Grad Students Aid Adults With Learning Difficulties
Partnership With Local Nonprofit Provides Speech-Language Therapy
to People with Autism, Down Syndrome, Asperger's or Brain Injury
Oct. 21, 2009
Young adults with special needs often feel displaced after graduating from the public school system. A local nonprofit agency and a group of graduate students in the School of Behavioral and Brain Sciences are helping these young adults acquire the skills and confidence they need to live independent and productive lives.
Each week, eight graduate students enrolled in the master’s program in communication disorders visit My Possibilities, an all-day learning center designed for young adults with learning difficulties associated with autism, Down syndrome, Asperger syndrome and traumatic brain injuries.
The graduate students provide speech-language therapy sessions for the participants and facilitate group activities targeting social communication, intelligibility, augmentative and alternative communication, and vocational communication. Individual speech-language therapy is also provided.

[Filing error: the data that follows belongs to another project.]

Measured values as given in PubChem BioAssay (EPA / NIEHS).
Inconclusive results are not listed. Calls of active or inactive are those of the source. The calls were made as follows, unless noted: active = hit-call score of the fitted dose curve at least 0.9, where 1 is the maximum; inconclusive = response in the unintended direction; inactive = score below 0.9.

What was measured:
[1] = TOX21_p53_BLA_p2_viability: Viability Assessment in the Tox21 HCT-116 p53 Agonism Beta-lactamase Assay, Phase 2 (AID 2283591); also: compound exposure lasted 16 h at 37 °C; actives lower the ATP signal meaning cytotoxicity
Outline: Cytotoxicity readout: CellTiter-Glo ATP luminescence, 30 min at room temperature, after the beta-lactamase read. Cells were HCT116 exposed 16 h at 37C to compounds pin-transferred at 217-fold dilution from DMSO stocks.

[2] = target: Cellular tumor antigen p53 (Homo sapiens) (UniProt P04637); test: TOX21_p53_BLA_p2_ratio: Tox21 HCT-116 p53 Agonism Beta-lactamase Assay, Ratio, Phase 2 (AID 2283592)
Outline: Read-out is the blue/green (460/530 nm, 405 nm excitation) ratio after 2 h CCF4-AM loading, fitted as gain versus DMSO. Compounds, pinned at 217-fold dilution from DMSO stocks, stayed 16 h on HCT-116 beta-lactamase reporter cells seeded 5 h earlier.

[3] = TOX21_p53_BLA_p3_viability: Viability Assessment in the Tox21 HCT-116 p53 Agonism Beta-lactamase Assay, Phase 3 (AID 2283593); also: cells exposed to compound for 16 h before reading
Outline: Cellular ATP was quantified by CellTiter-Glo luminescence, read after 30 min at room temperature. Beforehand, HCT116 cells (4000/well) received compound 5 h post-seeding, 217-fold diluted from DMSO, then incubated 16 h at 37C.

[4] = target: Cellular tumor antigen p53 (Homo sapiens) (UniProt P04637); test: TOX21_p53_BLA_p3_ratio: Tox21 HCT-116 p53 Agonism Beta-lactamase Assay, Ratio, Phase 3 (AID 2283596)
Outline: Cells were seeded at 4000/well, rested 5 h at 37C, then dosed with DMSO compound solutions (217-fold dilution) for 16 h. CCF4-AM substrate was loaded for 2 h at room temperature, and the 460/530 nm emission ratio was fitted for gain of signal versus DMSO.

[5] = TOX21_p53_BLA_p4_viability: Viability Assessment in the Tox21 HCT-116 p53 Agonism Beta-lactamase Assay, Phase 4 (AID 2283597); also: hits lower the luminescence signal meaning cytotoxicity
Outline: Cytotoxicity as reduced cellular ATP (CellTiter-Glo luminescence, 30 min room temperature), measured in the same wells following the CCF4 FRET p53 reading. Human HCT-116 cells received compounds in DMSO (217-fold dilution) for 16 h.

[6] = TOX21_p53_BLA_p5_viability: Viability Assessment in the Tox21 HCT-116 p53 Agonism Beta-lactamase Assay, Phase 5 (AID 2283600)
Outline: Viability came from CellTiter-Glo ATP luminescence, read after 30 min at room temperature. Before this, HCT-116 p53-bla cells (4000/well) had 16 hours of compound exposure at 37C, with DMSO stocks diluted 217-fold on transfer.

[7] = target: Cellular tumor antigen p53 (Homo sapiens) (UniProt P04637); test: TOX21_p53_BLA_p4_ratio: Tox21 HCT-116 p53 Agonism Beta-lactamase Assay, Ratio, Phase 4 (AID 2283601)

“Most of the clients have a part-time job, so we present them with a variety of scenarios to improve their communication skills in the workplace,” said Larisa Petersen, UT Dallas graduate student.
In addition to the therapy sessions, the participants – also known as HIPsters or Hugely Important People – engage in a variety of activities and classes that help build their independence. The HIPsters practice their socialization skills, learn about health and wellness, and strengthen their pre-vocational skills.
“The collaboration between the School of Behavioral and Brain Sciences and My Possibilities has been extremely successful and mutually beneficial,” said Diane Garst, M.S., speech-language pathologist and clinical lecturer. “The graduate students gain valuable experience assessing and treating adult clients while the participants receive valuable speech and language therapy.”
“While working at My Possibilities, I was able to learn more about adult developmental disorders, refine previously learned skills and acquire new clinical skills that will be used throughout my career,” said Traci Rhode, UT Dallas graduate student.UT Dallas has partnered with My Possibilities since January 2009. The graduate students will continue to work with the HIPsters during the spring semester.